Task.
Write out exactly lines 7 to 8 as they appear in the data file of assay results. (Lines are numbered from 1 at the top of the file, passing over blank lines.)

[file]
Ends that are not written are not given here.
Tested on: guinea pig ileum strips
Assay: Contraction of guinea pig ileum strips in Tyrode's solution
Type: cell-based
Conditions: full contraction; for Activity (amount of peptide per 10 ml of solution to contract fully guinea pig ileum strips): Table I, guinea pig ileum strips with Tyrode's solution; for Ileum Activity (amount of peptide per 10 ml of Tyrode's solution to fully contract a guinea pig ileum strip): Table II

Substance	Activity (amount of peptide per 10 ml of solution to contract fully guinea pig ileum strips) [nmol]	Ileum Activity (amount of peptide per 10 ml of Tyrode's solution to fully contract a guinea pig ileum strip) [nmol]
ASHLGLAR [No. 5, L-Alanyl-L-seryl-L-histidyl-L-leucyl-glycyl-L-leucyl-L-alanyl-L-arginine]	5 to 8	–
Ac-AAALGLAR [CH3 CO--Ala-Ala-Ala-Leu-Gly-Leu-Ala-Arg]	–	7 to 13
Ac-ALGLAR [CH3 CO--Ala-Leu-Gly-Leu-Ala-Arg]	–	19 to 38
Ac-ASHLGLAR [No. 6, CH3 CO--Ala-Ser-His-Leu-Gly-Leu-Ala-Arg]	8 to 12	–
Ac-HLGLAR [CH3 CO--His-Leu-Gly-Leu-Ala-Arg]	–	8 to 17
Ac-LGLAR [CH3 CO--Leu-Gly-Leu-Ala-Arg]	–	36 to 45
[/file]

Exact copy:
ASHLGLAR [No. 5, L-Alanyl-L-seryl-L-histidyl-L-leucyl-glycyl-L-leucyl-L-alanyl-L-arginine]	5 to 8	–
Ac-AAALGLAR [CH3 CO--Ala-Ala-Ala-Leu-Gly-Leu-Ala-Arg]	–	7 to 13